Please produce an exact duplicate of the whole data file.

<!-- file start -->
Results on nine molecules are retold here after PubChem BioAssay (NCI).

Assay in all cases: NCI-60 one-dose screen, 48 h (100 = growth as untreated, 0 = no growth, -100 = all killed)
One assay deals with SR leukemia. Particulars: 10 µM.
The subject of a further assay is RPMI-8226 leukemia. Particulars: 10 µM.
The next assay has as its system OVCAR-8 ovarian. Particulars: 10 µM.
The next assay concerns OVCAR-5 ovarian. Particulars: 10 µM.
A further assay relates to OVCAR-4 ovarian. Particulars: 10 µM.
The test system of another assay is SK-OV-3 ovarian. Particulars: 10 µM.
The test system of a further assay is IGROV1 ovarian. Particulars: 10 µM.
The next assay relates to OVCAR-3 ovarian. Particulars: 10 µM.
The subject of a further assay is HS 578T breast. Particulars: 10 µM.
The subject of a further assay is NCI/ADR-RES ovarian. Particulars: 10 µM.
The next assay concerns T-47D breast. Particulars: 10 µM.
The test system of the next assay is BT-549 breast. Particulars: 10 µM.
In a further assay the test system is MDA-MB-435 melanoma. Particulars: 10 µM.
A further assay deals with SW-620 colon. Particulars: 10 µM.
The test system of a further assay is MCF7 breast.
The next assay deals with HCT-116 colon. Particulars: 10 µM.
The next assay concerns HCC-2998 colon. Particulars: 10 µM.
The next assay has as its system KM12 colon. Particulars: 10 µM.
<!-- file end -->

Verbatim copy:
Results on nine molecules are retold here after PubChem BioAssay (NCI).

Assay in all cases: NCI-60 one-dose screen, 48 h (100 = growth as untreated, 0 = no growth, -100 = all killed)
One assay deals with SR leukemia. Particulars: 10 µM.
The subject of a further assay is RPMI-8226 leukemia. Particulars: 10 µM.
The next assay has as its system OVCAR-8 ovarian. Particulars: 10 µM.
The next assay concerns OVCAR-5 ovarian. Particulars: 10 µM.
A further assay relates to OVCAR-4 ovarian. Particulars: 10 µM.
The test system of another assay is SK-OV-3 ovarian. Particulars: 10 µM.
The test system of a further assay is IGROV1 ovarian. Particulars: 10 µM.
The next assay relates to OVCAR-3 ovarian. Particulars: 10 µM.
The subject of a further assay is HS 578T breast. Particulars: 10 µM.
The subject of a further assay is NCI/ADR-RES ovarian. Particulars: 10 µM.
The next assay concerns T-47D breast. Particulars: 10 µM.
The test system of the next assay is BT-549 breast. Particulars: 10 µM.
In a further assay the test system is MDA-MB-435 melanoma. Particulars: 10 µM.
A further assay deals with SW-620 colon. Particulars: 10 µM.
The test system of a further assay is MCF7 breast.
The next assay deals with HCT-116 colon. Particulars: 10 µM.
The next assay concerns HCC-2998 colon. Particulars: 10 µM.
The next assay has as its system KM12 colon. Particulars: 10 µM.